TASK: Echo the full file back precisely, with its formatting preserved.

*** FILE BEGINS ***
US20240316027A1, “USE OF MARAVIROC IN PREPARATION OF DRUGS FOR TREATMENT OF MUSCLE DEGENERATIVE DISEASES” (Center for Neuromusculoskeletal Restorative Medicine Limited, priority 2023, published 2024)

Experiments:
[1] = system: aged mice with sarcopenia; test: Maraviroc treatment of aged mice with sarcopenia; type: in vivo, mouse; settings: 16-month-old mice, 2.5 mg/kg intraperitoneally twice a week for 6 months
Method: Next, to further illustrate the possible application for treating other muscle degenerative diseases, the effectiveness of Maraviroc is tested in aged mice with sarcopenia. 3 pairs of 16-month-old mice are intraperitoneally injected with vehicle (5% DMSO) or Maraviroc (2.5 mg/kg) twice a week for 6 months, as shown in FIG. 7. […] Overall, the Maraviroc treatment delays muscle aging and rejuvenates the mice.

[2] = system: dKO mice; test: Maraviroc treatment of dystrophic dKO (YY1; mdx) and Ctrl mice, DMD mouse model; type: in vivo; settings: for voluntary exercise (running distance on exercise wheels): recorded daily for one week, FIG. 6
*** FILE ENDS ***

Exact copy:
US20240316027A1, “USE OF MARAVIROC IN PREPARATION OF DRUGS FOR TREATMENT OF MUSCLE DEGENERATIVE DISEASES” (Center for Neuromusculoskeletal Restorative Medicine Limited, priority 2023, published 2024)

Experiments:
[1] = system: aged mice with sarcopenia; test: Maraviroc treatment of aged mice with sarcopenia; type: in vivo, mouse; settings: 16-month-old mice, 2.5 mg/kg intraperitoneally twice a week for 6 months
Method: Next, to further illustrate the possible application for treating other muscle degenerative diseases, the effectiveness of Maraviroc is tested in aged mice with sarcopenia. 3 pairs of 16-month-old mice are intraperitoneally injected with vehicle (5% DMSO) or Maraviroc (2.5 mg/kg) twice a week for 6 months, as shown in FIG. 7. […] Overall, the Maraviroc treatment delays muscle aging and rejuvenates the mice.

[2] = system: dKO mice; test: Maraviroc treatment of dystrophic dKO (YY1; mdx) and Ctrl mice, DMD mouse model; type: in vivo; settings: for voluntary exercise (running distance on exercise wheels): recorded daily for one week, FIG. 6